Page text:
"We know how many genes are in the mammalian genome, but that does not tell us how they carry out their jobs," said senior author Tian Xu, Professor and Vice Chair of Genetics at Yale University School of Medicine and a Howard Hughes Medical Institute Investigator. "We have found a way to systematically inactivate genes in the mouse genome so we can understand the functions of these genes."

Xu and his colleagues at Fudan University in Shanghai, China finally chose a transposon called piggyBac that was originally identified in the cabbage looper moth. They discovered that it was stable and versatile in mouse and human cell lines , providing a new way to genetically manipulate mammalian cells. It also worked in mice even when it carried a couple of extra genes.

Xu's team made it easier to see the genes piggyBac associates with by adding a red fluorescent protein and an enzyme that changes the coat colour of a white mouse to grey or black. The genes carried by the transposons have been stably inherited and expressed through five generations.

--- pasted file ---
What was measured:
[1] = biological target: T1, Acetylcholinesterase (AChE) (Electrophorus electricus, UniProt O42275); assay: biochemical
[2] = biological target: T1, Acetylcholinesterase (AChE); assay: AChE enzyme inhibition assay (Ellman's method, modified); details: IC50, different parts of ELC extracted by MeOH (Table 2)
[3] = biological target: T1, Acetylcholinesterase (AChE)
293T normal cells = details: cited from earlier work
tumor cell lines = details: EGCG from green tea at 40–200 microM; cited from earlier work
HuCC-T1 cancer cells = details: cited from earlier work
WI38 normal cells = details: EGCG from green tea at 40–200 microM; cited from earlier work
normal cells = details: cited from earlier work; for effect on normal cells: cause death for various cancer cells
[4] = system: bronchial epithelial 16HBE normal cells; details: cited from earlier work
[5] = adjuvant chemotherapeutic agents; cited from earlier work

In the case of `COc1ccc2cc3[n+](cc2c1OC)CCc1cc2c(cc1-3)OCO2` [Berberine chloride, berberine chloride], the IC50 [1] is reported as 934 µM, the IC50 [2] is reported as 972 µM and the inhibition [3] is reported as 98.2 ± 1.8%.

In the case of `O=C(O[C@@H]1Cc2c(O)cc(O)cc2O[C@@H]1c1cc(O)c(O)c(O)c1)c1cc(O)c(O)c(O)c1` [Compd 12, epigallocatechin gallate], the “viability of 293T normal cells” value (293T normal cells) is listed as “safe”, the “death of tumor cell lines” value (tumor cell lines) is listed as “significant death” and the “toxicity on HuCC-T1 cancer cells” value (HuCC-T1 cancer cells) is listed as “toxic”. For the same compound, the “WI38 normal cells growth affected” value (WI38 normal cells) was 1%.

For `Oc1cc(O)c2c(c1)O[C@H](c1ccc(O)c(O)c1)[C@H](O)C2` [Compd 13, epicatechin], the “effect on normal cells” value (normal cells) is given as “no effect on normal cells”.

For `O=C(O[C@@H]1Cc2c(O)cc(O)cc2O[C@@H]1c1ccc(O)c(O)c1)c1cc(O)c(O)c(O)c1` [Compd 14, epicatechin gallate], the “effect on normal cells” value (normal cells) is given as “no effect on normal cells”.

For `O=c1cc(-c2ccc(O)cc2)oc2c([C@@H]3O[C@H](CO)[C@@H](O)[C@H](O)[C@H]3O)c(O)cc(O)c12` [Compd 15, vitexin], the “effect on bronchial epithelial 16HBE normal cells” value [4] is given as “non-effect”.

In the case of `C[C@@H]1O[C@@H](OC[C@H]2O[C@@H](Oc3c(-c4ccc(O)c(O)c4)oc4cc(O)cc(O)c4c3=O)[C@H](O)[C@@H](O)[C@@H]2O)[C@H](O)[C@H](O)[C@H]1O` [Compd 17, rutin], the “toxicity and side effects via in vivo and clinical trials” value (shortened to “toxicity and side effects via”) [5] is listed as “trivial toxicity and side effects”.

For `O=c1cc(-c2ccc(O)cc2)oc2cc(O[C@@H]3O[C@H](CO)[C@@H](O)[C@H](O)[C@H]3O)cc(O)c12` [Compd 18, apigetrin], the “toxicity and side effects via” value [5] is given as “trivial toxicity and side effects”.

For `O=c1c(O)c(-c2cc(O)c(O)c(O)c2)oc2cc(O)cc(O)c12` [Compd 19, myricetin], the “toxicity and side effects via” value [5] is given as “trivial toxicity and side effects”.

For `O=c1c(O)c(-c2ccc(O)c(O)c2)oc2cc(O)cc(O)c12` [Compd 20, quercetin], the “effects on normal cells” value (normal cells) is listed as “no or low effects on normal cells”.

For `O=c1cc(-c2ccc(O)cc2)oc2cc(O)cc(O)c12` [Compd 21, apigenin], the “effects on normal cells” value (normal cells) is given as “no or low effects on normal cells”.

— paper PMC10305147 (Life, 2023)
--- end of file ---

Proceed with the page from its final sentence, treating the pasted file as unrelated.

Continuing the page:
"The transposon acts as a genetic beacon, so researchers can easily track its location without having to sequence the entire genome," said Xu. In their experiments, piggyBac incorporated into many chromosomes in human and mouse cells. PiggyBac can be removed from a mouse lineage by breeding with another mouse that has the enzyme to excise the transposon.

This technique is a powerful new tool for generating transgenic animals for vertebrates and mammals, and a potential new vehicle for human gene therapy.Although piggyBac inserts itself randomly into the DNA, it most often locates in genes, making it useful for mutating genes and thus, revealing gene functions.

"This work represents another major step forward from Tian's laboratory. It teaches us how transposons work in mammalian systems, while providing a tool for the systematic study of gene function throughout the human and mouse genomes."

MEDICA.de; Source: Yale University